He cackles every time he talks about them and tries to scare me with their existence. His Yetis have coyotes for pets and so whenever we hear their howls, they are nearby, examining our property, deciding whether they want to take up residence in our house. He knows I have city girl sensibilities and others with my bent would be frightened. But he counts on this being our little joke. And it is.
If there are Yetis I’d probably invite them in, ask about their family and see if they drank coffee or tea. I wouldn’t mind their muddy paw prints all over my kitchen floor and I could even abide their musty, earthen odor. They would be other creatures, entities with whom to interact, to converse with, to share a moment of intimacy in this forsaken vacuum called, The Country.
I’m being to hard on it, him, and them. It is actually very beautiful here with mountains, creeks, lavishly colored sunrises and sunsets, but it is a far cry from charity balls and designer gowns. But that’s what we have right now , so our Yeti joke comes off pretty well, especially since the other topic of conversation is whether it will be wet enough to burn the pile.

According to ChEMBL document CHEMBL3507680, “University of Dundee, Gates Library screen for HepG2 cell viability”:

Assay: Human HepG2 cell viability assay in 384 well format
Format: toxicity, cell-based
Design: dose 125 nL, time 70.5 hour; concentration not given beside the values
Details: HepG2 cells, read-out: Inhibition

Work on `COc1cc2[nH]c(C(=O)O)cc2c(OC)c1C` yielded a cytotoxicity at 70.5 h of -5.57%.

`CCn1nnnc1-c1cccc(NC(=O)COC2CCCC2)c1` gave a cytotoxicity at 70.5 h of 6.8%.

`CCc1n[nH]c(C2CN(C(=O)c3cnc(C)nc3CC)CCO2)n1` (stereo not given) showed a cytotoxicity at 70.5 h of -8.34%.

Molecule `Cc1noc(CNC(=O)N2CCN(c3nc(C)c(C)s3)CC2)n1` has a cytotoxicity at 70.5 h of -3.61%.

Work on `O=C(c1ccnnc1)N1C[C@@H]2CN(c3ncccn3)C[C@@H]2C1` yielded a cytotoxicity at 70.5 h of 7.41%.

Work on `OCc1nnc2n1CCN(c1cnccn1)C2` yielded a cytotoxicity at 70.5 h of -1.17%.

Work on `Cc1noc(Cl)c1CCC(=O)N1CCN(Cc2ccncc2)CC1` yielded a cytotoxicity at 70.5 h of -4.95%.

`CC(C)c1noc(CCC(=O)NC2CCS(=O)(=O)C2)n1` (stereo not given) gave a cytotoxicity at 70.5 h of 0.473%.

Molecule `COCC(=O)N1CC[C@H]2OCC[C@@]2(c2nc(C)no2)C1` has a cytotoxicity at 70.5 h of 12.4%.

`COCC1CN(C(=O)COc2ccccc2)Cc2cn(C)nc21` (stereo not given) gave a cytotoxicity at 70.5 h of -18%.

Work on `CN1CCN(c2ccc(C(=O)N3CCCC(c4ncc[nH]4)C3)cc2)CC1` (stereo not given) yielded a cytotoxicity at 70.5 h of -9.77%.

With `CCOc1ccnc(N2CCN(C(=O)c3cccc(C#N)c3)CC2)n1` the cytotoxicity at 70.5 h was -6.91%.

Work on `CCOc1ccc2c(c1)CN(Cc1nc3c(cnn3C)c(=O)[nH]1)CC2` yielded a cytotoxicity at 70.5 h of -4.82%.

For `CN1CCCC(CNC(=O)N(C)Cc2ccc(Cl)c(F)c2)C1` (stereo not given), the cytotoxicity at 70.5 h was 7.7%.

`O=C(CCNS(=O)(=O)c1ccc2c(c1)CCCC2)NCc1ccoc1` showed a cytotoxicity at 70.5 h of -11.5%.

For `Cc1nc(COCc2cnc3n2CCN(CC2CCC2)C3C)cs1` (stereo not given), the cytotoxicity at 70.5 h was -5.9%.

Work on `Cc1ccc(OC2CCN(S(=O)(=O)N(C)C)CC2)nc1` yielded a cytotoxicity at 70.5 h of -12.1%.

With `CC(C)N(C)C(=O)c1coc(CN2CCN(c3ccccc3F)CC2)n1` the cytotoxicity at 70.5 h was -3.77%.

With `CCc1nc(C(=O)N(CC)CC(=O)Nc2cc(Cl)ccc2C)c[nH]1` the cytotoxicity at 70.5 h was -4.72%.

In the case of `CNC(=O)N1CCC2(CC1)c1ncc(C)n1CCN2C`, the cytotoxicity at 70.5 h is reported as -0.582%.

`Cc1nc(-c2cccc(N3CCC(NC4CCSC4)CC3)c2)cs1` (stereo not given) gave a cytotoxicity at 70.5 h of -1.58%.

You ask what is this about. It’s all about manicuring the woods, improving on God and then getting rid of the residue. More exactly, it is setting fire to a hogan sized and shaped pile of logs which have been dragged out of the woods. Conditions must be right or the rest of the 23 acres might go up in smoke.
So now our holiday is determined by when we can burn the pile because right now it is so high that my husband the “Yeti Lover” can’t throw more logs up to it’s maximum height. I try to pull a fast one on him in order to get us to the city for a celebration by suggesting that the Yeti have taken up housekeeping in the pile and if we burn it they will come stomping out, homeless. Not unlikely for I’ve heard it’s happened at another pile where a mother bear and two cubs came lumbering out when their home was torched by another one of God’s self-ordained forest landscapers.
I wonder if a chit chat with Yetis can compare with my visits with the two or three people I see each month as I luxuriate in our Eden off the beaten path. There is the Australian woman who comes to shear our neighbors exotic sheep, lambiepoos bread specifically for their extra rib cages. She doesn’t seem to care less that her work tailors the victuals for most of the embassies in Washington D.C. Grab, secure, shear the chest, toss, shear the back, resecure, shear the face and off it goes. Problem is, all my well chosen questions go unanswered because the job, during which she loses an easy fifteen pounds, must be done in one day. No time to waste.